Steve Canyon on DVD 2008
Celebrating The Steve Canyon TV Series' 50th Anniversary 2008
Contact me directly for Licensing, Trademark and Copyright issues.

Cool, huh? Another fan that made a name for himself, and in the industry he enjoyed. Check out his IMDB entry to see all he's done! You've seen some of his work, I guarantee! I look forward to reading his comment here in the future.

Monday, September 15, 2008

1975 article: Star Trek Will Become Movie Scheduled For Release In 1976

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 This was it. The Big One. In my little world, anyway.

Printed in the Miami Herald, March 4th, 1975, this was as I remember the first time I had heard the movie announced. Needless to say it was a memorable article that made me smile all day.

Of course, it was written with the usual mentality; "Okay all you thousands of trekkies on planet Earth, put away your space guns!" I think they underestimated the number of "trekkies" as well as their intelligence, as if they went around waving Flash Gordon-like space pistols and chanting "Dr. Spock! Dr. Spock!" (as the press often called him) all day. Notice also that the actor interviewed is the ever-vocal George Takei, although he wasn't pictured.
Above is a clipping from another tabloid about a planned TV movie. The announcements were all over the place for several years; a theatrical movie; a TV movie; a new series; then a movie again. At least, we can "start wearing our Spock ears again." Whee!

The announcement proved a bit premature, of course, it was nearly five years later before we would see the movie. But it was an exciting time! I never did wear Spock ears, though (at least not publicly).

There will be a lot of these kind of clippings posted here in the future. It should make an interesting study of how many different stages the effort to bring back Trek went through. And remembering those times in my personal life will be half the fun, if not more! I hope it will stir some good memories for you, too.

1976 article: The Great Bird of the Galaxy

From the Scrapbook pages:
1976 article from "TV Showpeople" magazine
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This was a very exciting article to find at the time; unusually intelligent and respectful. Looking back I can see that this was because Susan Sackett, Roddenberry's personal assistant, wrote it, and it was probably pretty much word for word what Roddenberry wanted. Much different from the "whiz-bang" sci-fi ignorant articles it usually got.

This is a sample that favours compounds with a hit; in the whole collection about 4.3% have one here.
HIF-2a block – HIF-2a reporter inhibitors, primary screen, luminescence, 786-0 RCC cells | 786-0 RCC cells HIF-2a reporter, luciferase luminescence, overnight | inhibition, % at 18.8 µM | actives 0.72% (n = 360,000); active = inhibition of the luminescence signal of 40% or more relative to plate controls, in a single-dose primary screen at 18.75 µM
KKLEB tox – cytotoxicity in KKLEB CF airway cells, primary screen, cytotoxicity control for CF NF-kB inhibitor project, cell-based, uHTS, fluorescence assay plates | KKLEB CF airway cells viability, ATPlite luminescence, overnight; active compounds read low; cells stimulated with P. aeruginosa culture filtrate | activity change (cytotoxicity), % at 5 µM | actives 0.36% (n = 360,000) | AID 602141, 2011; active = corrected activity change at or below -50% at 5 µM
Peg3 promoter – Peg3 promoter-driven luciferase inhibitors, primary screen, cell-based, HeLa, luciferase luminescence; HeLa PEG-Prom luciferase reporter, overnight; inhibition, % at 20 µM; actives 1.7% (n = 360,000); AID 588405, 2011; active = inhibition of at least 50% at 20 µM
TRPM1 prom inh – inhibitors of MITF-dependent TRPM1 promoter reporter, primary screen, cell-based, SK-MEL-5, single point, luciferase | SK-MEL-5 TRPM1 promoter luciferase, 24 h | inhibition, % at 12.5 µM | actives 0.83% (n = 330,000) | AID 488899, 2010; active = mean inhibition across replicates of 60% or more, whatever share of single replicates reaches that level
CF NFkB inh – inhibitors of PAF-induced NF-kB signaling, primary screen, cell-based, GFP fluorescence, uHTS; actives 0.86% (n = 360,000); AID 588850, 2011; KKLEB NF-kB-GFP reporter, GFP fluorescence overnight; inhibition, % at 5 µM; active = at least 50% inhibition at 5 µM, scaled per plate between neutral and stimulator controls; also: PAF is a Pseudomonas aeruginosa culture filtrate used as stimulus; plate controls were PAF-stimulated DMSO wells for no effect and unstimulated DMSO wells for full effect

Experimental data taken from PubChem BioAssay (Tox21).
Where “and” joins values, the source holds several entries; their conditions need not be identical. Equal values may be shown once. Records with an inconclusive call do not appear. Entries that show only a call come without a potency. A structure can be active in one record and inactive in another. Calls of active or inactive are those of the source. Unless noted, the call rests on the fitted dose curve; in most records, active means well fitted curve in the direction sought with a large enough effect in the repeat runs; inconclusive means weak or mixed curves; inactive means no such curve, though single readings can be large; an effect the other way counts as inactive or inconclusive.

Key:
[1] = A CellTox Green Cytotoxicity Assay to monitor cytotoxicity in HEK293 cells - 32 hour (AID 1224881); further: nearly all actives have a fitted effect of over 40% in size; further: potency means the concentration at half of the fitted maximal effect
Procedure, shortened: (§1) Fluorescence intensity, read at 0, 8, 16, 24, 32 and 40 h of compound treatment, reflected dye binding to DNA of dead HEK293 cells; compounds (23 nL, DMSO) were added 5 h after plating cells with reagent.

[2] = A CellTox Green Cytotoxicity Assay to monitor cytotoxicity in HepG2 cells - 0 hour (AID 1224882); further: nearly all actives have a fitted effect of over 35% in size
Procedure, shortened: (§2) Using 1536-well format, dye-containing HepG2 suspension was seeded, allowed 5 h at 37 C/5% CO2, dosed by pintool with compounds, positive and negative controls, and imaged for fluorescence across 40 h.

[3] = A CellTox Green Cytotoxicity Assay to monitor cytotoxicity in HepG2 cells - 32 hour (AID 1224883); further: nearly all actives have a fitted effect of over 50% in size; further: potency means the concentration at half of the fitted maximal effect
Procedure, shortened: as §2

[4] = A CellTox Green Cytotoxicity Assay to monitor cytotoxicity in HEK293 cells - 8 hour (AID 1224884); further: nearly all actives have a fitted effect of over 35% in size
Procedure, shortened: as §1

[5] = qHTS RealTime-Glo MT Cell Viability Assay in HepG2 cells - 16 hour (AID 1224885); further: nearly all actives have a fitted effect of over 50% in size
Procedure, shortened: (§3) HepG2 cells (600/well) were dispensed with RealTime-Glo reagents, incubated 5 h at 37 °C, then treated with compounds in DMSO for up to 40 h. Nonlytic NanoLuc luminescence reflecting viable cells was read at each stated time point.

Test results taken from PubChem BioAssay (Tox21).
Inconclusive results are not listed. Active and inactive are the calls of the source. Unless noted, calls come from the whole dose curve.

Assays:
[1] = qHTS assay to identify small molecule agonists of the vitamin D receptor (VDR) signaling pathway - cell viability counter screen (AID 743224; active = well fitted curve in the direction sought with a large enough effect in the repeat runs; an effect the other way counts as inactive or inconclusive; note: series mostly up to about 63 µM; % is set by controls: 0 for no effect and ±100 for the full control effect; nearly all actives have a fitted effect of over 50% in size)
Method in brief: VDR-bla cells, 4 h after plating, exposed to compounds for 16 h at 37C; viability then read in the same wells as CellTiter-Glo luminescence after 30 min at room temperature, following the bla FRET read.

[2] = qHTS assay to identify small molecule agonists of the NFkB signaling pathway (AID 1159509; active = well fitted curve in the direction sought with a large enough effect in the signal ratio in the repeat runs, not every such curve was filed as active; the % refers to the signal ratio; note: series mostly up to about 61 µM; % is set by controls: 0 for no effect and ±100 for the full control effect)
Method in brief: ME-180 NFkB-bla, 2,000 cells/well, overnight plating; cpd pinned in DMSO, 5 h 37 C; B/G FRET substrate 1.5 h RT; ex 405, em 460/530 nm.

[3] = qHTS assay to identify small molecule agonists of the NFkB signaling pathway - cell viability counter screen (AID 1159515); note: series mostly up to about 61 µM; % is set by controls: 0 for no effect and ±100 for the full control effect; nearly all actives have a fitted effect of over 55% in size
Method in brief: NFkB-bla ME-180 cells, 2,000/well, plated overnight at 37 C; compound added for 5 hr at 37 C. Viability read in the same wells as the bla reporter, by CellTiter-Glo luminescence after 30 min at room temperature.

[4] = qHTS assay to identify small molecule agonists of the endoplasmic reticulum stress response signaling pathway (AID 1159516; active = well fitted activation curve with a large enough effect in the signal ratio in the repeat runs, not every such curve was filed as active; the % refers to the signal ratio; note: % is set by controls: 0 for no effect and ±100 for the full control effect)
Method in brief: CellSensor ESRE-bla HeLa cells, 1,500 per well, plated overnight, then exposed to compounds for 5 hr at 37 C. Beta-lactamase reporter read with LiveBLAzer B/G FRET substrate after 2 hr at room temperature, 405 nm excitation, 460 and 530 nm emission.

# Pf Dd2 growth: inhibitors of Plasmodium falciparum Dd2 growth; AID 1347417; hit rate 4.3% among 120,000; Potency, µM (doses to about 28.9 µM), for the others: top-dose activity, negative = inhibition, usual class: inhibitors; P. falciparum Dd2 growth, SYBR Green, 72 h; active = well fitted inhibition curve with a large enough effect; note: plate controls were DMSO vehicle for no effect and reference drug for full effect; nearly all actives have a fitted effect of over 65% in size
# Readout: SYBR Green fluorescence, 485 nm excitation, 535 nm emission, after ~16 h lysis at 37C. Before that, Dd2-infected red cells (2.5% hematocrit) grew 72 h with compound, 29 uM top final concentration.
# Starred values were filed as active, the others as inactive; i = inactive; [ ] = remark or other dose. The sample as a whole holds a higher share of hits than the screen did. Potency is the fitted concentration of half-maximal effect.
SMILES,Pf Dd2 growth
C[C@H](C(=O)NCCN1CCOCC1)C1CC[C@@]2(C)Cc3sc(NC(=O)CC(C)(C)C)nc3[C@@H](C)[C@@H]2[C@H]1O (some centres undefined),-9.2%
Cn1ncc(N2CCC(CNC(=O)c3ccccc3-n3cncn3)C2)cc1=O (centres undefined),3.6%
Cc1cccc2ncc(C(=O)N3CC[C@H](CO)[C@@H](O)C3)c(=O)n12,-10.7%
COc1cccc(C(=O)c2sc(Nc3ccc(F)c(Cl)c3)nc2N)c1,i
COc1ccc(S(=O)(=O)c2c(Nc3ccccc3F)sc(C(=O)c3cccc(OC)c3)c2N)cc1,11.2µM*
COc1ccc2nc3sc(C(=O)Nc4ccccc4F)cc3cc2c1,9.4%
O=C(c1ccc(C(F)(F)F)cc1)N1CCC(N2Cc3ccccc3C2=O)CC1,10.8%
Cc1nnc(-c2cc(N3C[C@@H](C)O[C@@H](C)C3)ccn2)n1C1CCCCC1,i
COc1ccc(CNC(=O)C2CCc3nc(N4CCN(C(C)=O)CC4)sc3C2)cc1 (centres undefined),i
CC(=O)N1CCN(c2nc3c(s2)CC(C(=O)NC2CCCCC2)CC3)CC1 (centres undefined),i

Notice also that as Gene talked about his plans for the return of the show in movie form, he had the idea of showing how the crew met and came together for the first time. It would have been problematic back then, as the actors were older than when they did the show; but now that vision is coming to life in the new movie coming out in 2009. The recasting of the characters will allow us to see the beginning!

UPDATE: Well, it's after the movie has come out now, and we know it wasn't THE beginning, but rather a new beginning. But, we have the original show characters back, and that's better than any spinoffs.

Sunday, September 14, 2008

1975 Article: Why Star Trek Still Has Millions In It's Power

Today's scrapbook page contains:
1975 Gene Roddenberry article from The National Star
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The April 1975 issue of The National Star. My Grandma would always pick up a few of the tabloid papers when we took her shopping, and I always got them when she was done, to scan through them for items of interest to me. I would spread them out on her dining room table, and snip out what I lucked upon.

Grandma was cool, and was a nite-owl. I liked this, as when I went over I got to stay up as late as I wanted. This meant watching the TV shows I liked; "Planet of the Apes," Kung Fu," "Kolchak: Night Stalker" and of course Star Trek when I could catch it. It also meant catching the "CBS Saturday Night Movie" and even the "CBS Saturday Night Late Movie" when they were something good. Good times.

4-29-2010 Update: After reposting this on my Facebook fan page, the actual writer of the article, Gene's assistant Susan Sackett, commented on it and said this: "When I wrote this I never gave it that horrible title! 'Millions in its Power' -- we never thought in those terms. The National Star headlined it. "

Thanks for the comment and info, Susan; that sounds like a sensationalistic headline a tabloid would come up with!